Skidattl’s augmented reality beacons ‘are like a Bat signal for fun’ • TechCrunch

Skidattl want to use augmented reality to get people to interact with the real world. It’s a story we’ve heard before from AR companies, especially as they fend for themselves against the potentially isolating effects of virtual reality. But instead of chasing unruly Pokemon creatures on the streets, Skidattl aims to use AR “beacons” to show people what’s going on around them.

Randy Marsden, co-founder of Skidattl, said they will be like “a signal Bat for fun” when the app launches.

Anyone can create a beacon and anyone can see them. Businesses can set up beacons, which have a one-hour lifespan, to advertise a two-for-one coffee sale, movie time, or opening bowling alleys. People can shoot out a lighthouse at a music festival to help friends find them in the crowd. All a user has to do, says Marsden, is to scan the horizon with their phone or eventually with AR glasses to see a series of beacons at up to 100 meters away.

When Skidattl showed off as part of the Battlefield 200 at TC Disrupt last week, the company placed an AR beacon on its booth to demonstrate what it looked like.

“Of course, you can look at the map and say, ‘What’s near me?’ But this pulls you back into the real world.” Marsden told TechCrunch, noting that he’s an Apple alumnus and a two-time TechCrunch Battlefield finalist for the previous companies Swype (technically TC50) and Dryft (Breaking SF 2013).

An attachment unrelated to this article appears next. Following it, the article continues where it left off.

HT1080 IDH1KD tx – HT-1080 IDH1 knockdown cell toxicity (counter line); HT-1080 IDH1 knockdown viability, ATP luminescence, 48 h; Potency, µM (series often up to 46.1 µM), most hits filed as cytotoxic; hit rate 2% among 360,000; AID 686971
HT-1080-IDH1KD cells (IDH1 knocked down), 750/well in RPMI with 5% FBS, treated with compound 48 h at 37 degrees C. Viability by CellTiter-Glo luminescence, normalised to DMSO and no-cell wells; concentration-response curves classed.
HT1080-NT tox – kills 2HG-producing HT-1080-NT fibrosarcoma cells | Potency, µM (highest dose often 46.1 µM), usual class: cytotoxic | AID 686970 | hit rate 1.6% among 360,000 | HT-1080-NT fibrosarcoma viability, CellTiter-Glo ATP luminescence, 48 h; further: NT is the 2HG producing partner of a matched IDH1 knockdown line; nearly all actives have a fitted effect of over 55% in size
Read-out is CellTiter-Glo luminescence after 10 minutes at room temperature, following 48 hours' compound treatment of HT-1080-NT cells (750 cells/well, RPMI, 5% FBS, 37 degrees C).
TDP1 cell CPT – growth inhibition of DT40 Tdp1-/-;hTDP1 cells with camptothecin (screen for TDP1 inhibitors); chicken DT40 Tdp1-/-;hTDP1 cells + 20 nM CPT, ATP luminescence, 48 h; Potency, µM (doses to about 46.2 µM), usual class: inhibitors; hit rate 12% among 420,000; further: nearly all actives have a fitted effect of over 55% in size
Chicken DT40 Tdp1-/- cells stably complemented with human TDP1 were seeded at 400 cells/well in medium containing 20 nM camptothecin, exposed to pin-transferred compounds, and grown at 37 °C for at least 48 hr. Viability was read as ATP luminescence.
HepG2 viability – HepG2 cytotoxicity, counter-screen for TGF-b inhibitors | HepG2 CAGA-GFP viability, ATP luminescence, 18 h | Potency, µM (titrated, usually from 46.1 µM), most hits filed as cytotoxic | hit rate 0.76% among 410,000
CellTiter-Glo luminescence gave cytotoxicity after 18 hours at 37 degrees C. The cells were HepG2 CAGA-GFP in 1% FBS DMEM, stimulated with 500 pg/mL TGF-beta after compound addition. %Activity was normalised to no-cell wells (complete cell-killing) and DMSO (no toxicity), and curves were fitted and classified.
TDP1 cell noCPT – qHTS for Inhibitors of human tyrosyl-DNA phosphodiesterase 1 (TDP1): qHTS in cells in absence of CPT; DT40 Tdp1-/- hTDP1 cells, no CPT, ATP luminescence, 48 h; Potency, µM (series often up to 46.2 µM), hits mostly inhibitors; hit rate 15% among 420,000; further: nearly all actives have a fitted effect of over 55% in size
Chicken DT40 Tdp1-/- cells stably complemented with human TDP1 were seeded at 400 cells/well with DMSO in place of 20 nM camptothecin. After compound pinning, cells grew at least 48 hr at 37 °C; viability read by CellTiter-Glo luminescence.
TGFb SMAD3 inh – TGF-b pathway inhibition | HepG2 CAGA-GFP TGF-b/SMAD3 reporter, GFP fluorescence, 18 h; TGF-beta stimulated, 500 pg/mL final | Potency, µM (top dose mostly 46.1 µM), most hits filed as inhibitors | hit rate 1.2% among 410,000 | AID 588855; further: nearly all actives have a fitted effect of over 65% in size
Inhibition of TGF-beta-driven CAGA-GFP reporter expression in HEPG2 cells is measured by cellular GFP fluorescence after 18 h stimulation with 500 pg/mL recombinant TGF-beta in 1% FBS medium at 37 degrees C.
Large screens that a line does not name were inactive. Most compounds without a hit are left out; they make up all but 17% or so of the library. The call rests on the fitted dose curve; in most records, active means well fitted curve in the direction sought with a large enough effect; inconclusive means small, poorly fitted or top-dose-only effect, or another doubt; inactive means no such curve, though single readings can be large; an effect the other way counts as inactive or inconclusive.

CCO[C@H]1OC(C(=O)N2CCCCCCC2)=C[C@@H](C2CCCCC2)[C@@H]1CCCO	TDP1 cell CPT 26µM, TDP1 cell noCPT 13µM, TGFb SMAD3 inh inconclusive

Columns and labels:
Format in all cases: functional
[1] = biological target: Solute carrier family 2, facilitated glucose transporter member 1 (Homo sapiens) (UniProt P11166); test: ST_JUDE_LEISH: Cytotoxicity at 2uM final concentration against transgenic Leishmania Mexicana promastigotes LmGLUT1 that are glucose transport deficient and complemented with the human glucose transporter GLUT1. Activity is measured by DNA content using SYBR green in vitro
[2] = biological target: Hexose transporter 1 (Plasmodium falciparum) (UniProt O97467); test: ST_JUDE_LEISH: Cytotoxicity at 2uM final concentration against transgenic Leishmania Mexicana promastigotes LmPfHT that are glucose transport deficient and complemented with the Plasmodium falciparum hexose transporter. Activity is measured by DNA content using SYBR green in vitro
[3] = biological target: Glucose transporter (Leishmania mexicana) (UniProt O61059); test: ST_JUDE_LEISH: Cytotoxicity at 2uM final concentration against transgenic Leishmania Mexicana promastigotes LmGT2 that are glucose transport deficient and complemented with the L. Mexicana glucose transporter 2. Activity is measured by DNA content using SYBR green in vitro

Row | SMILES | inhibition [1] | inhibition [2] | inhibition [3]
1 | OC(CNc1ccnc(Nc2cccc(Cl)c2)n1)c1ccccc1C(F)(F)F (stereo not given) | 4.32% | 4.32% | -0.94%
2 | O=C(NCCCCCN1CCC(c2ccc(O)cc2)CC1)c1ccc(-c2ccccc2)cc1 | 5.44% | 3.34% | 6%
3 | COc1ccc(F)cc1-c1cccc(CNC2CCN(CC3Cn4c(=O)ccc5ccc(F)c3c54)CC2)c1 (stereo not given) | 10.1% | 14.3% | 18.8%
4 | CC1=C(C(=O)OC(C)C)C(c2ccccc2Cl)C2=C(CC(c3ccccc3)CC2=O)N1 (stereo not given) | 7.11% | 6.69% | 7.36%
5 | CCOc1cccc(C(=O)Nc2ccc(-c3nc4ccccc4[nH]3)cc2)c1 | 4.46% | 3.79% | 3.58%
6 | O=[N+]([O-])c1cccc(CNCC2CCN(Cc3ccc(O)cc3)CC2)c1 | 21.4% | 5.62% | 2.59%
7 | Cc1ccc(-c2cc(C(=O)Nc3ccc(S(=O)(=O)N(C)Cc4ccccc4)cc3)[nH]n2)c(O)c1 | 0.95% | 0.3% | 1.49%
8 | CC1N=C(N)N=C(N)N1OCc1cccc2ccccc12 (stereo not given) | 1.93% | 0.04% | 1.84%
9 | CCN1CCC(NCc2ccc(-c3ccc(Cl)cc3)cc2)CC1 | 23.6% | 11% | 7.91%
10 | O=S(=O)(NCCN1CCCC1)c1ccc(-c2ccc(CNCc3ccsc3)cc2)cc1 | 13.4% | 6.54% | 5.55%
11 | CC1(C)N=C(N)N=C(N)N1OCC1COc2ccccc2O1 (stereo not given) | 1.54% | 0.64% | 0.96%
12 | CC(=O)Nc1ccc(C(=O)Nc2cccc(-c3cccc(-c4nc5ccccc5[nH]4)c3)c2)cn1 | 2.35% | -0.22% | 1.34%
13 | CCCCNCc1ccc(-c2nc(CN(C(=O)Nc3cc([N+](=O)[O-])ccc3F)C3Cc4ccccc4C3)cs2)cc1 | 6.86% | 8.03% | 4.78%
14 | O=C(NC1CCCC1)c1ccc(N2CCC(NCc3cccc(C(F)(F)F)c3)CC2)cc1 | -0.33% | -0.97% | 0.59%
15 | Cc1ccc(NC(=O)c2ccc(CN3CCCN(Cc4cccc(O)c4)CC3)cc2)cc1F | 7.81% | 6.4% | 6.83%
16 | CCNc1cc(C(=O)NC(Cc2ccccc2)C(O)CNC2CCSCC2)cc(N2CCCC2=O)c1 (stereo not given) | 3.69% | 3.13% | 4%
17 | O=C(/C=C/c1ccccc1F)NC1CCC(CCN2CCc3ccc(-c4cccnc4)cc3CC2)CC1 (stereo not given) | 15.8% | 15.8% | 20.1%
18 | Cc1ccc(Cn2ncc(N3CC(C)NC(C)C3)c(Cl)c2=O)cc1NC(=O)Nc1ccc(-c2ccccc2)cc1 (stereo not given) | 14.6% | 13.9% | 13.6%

Skidattl AR beacons will be anchored to real-world GPS coordinates. To determine the user’s location in relation to that beacon, Skidattl uses Google’s ARCore Geospatial API, based on Street View data.

“When you launch the app, it tells you to scan the buildings across the street, and within seconds, it knows where you are,” says Marsden. “And then those lighthouses were anchored; they don’t move around. “

When people want to set up indoor signaling, Skidattl will also use WiFi signals to help locate users relative to the locations of those beacons.

Skidattl is still in the angel funding and alpha tech stages, but the startup hopes to reach the market with a freemium business model – meaning it will be free to use but Skidattl could Earn through paid subscriptions, in-app purchases and affiliate commissions.

Like any new social media app, Skidattl will have to battle the chicken-and-egg problem – no one will want to use it without a lot of beacons lit, but not with any. which signal is lit without the user using the application.

“I think we can start the business pretty easily by giving them a free beacon,” says Marsden. “On the client side, ask YouTube and TikTok influencers to talk about it, place ads with TechCrunch and the like. And then when we have someone in the app, we can give them an incentive to share with their contacts. (It goes without saying, but TechCrunch’s ad sales are completely separate from editorial.)

Skidattl is currently trying to raise $500,000 to complete the minimum viable product and get the funds needed to officially launch its app at South by Southwest in March, Marsden said.

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